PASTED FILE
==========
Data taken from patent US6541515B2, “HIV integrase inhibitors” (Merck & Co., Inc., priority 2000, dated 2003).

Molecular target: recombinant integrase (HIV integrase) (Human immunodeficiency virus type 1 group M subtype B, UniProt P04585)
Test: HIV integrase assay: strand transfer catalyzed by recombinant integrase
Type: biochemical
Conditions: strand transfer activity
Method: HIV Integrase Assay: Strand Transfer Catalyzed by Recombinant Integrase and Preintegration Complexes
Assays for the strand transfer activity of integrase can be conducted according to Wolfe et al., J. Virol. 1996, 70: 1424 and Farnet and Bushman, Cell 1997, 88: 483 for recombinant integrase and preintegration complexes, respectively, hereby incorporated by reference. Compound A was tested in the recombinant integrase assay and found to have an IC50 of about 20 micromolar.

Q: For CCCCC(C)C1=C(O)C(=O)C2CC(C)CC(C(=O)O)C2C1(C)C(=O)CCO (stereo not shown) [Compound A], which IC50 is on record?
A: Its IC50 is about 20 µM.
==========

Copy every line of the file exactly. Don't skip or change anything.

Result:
Data taken from patent US6541515B2, “HIV integrase inhibitors” (Merck & Co., Inc., priority 2000, dated 2003).

Molecular target: recombinant integrase (HIV integrase) (Human immunodeficiency virus type 1 group M subtype B, UniProt P04585)
Test: HIV integrase assay: strand transfer catalyzed by recombinant integrase
Type: biochemical
Conditions: strand transfer activity
Method: HIV Integrase Assay: Strand Transfer Catalyzed by Recombinant Integrase and Preintegration Complexes
Assays for the strand transfer activity of integrase can be conducted according to Wolfe et al., J. Virol. 1996, 70: 1424 and Farnet and Bushman, Cell 1997, 88: 483 for recombinant integrase and preintegration complexes, respectively, hereby incorporated by reference. Compound A was tested in the recombinant integrase assay and found to have an IC50 of about 20 micromolar.

Q: For CCCCC(C)C1=C(O)C(=O)C2CC(C)CC(C(=O)O)C2C1(C)C(=O)CCO (stereo not shown) [Compound A], which IC50 is on record?
A: Its IC50 is about 20 µM.